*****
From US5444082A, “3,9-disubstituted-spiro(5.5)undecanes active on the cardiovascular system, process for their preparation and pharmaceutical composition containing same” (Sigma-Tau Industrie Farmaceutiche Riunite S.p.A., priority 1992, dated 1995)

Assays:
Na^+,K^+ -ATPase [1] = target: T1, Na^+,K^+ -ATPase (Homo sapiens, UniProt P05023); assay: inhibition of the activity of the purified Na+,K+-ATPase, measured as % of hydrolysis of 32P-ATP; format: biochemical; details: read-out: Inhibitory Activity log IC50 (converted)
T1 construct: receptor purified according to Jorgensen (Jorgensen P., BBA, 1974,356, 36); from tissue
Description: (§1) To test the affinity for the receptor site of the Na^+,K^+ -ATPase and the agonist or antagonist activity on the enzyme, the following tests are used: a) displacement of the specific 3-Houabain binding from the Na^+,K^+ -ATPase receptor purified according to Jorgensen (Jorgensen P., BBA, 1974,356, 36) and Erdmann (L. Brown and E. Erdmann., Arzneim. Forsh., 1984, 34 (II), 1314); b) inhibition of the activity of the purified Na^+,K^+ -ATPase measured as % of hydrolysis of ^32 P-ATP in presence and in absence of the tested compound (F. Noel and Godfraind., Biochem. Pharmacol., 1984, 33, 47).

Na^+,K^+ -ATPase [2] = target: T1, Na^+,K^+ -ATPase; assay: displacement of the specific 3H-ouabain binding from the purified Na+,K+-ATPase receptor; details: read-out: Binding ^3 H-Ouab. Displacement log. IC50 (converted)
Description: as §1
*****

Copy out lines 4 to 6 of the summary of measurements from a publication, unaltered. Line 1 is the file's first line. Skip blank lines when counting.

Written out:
T1 construct: receptor purified according to Jorgensen (Jorgensen P., BBA, 1974,356, 36); from tissue
Description: (§1) To test the affinity for the receptor site of the Na^+,K^+ -ATPase and the agonist or antagonist activity on the enzyme, the following tests are used: a) displacement of the specific 3-Houabain binding from the Na^+,K^+ -ATPase receptor purified according to Jorgensen (Jorgensen P., BBA, 1974,356, 36) and Erdmann (L. Brown and E. Erdmann., Arzneim. Forsh., 1984, 34 (II), 1314); b) inhibition of the activity of the purified Na^+,K^+ -ATPase measured as % of hydrolysis of ^32 P-ATP in presence and in absence of the tested compound (F. Noel and Godfraind., Biochem. Pharmacol., 1984, 33, 47).

Na^+,K^+ -ATPase [2] = target: T1, Na^+,K^+ -ATPase; assay: displacement of the specific 3H-ouabain binding from the purified Na+,K+-ATPase receptor; details: read-out: Binding ^3 H-Ouab. Displacement log. IC50 (converted)